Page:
Harvard Law School Services Corporate Power, Gives Corporate Criminals and War Criminals Ovations, Nader Says

Ralph Nader told a group of Harvard Law students last week that Harvard Law School services corporate power and “invites corporate criminals and war criminals and gives them ovations at the law school.”

“Harvard Law School is not an institution that provokes any kind of consternation of fear among the power structure,” Nader said. “Just the opposite, it’s an institution that on the whole rationalizes corporate power, services corporate power brilliantly. It’s an institution that invites corporate criminals and war criminals and gives them ovations at the law school, whether they were involved in the sociocide of Iraq or the military industrial complex fraud that Eisenhower warned about as being a threat to our liberty.”

“A few hundred yards away is Malcolm Sparrow, a Professor at the Kennedy School of Government. Anybody hear of him?” Nader asked the students. “Now watch our culture. Anybody hear of George Clooney? See. Anybody hear of Taylor — what’s her name? Yeah, Taylor Swift? Malcolm Sparrow is the nation’s expert on computerized billing fraud and abuse in the healthcare industry. His minimal estimate is $300 billion a year — ten percent of all health care spending. Never discussed in elections. Hardly discussed in Congress. He has testified once in awhile and they thank him and he packs his bags and comes back to Cambridge. You should invite him here. And he can tell you why the country doesn’t seem to be upset about it — fraud on Medicare. Non enforcement of the laws is rampant.”

Nader said that when he was a student at Harvard Law School in the 1950s, Dean Erwin Griswold, “told us that at Harvard Law School, there are no glee clubs.”

“And we all knew what that meant,” Nader said.

“It’s very hard to get out of the cocoon of law school classes,” Nader said. “When I was at the law school, you’d be at the dorms, and go eat at Harkness Commons and go to Langdell Hall. Going to Harvard Square was a like a trip abroad. It was extremely parochial. They call them silos now. But the law school knew what it was doing. It was a powerful acculturation force. The law school wanted us to become sharp by becoming narrow. They didn’t quite put it that way. But that’s the way it turned out. And they wanted us to have our own pantheon of heroes — mostly judges. They weren’t advocacy lawyers for the poor and the deprived. As a result, we went through three years almost completely tone deaf by your standards today.”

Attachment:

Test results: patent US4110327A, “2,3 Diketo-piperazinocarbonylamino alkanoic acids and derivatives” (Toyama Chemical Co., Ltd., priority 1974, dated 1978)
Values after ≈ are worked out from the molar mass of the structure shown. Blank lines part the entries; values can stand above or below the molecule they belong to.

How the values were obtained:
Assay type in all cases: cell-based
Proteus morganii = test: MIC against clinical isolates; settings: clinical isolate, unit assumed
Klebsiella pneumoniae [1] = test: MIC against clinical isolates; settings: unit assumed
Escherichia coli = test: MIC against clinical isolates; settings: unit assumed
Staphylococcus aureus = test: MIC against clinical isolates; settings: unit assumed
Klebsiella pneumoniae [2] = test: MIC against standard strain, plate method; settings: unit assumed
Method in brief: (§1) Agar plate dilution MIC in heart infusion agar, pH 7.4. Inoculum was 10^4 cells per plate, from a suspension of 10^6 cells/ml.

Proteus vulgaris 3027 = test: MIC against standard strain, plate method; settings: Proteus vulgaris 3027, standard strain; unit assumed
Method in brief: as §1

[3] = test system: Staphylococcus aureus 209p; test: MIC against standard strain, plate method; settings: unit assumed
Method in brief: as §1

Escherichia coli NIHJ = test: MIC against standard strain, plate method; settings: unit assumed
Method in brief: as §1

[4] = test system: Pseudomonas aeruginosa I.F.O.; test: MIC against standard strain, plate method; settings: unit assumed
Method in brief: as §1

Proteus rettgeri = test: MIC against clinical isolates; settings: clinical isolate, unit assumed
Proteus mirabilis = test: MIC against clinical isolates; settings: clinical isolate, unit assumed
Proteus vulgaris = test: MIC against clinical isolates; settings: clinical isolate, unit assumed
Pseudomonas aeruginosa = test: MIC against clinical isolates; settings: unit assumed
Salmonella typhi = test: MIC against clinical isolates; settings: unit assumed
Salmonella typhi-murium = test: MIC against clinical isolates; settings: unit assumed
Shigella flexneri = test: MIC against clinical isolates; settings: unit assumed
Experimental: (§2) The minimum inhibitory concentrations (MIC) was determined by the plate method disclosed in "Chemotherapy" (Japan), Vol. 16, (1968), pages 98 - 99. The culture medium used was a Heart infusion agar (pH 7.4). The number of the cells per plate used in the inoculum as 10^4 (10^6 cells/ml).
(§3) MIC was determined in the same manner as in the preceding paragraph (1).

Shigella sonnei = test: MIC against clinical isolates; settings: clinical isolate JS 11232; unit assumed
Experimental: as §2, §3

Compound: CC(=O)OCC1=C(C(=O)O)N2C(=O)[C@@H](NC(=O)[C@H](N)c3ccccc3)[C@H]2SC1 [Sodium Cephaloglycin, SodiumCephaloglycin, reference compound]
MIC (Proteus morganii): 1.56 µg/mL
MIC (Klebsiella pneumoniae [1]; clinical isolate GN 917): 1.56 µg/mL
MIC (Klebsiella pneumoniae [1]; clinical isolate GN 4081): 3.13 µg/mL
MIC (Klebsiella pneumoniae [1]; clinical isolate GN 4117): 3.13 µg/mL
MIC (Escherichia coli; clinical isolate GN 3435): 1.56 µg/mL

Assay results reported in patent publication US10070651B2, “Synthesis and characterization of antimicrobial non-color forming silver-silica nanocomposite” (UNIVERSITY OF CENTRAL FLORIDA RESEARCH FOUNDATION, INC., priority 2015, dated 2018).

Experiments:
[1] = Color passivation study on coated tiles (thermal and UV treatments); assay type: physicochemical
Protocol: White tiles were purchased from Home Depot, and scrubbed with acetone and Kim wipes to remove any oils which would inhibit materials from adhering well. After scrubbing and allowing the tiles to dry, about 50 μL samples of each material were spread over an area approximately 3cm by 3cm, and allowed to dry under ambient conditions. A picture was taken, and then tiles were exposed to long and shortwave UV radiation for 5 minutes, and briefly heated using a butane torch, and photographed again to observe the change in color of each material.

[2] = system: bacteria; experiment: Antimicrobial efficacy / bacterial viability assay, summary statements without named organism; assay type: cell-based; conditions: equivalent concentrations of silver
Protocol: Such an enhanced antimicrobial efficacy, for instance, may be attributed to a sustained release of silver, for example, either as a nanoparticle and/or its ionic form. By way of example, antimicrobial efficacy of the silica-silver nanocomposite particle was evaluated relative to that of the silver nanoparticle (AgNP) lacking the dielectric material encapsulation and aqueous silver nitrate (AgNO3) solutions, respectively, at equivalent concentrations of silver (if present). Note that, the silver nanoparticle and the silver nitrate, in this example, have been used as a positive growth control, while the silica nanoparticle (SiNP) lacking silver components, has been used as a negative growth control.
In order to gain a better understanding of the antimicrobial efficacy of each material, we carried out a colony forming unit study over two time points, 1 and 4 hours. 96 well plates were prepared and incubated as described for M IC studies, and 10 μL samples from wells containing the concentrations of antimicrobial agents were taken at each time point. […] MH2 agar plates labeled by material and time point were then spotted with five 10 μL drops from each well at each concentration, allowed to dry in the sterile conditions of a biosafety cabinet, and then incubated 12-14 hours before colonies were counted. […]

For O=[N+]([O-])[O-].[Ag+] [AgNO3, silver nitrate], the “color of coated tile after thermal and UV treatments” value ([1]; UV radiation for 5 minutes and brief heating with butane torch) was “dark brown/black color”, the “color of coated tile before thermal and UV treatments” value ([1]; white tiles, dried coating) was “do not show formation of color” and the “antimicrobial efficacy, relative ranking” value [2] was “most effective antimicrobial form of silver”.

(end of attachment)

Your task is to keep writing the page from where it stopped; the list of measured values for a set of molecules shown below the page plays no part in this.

“When I was here at the law school, there were no classes on corporate crime,” Nader said. “And believe me, there was corporate crime in those days. To the extent that they even mentioned it, they called it white collar crime. You know, a teller cheating a bank. But not the banks cheating millions of people.”

“The curriculum was a reflection of the job market. The top salary was $7,500 — but the tuition was only $1,000 a year. The curriculum reflected the job market.  We could learn about collapsing corporations, but nothing about collapsing tenements. We had a course called creditors’ rights — not debtors remedies. We had a course called landlord tenant. We kept waiting to get to the tenant.”

“Is the law a lie?” Nader asked.

“Is the law a lie when you study it as it is on the books but you don’t study it as it plays out in the corridors and arenas of raw power? The law’s mission is to restrain, direct, channel or eliminate, raw, cruel vicious power. If the law has any meaning, it has to connect with justice and fairness. Without the law meaning justice and fairness, what does it mean? It means it becomes an instrument of oppression itself, as many poor people have seen in the criminal justice system. It means that as an instrument, it becomes the opposite of what it should be. It becomes an instrument to concentrate more and more corporate power in fewer and fewer hands so that it begins to emerge as a maturing corporate state.”

“What is the purpose of the Harvard Law School?” Nader asked. “You know who knows? The corporate giants. They know exactly what the purpose is. It is to provide endless relays of lawyers to service their interests, who justify not taking their conscience to work.”

Nader urged the students — “do not minimize yourselves and sell your talents to go to work on lucrative trivia or destructive retainers.”

“Do not do that under any circumstance. You will feel rotten about it. You will be in your thirties and forties and you will hate your work, even though the monthly check is very nice.”

“Supplant your campus small talk with big talk. Look up from your stupid smart phones and see the horizons before you. Experience the life of joy and justice.”


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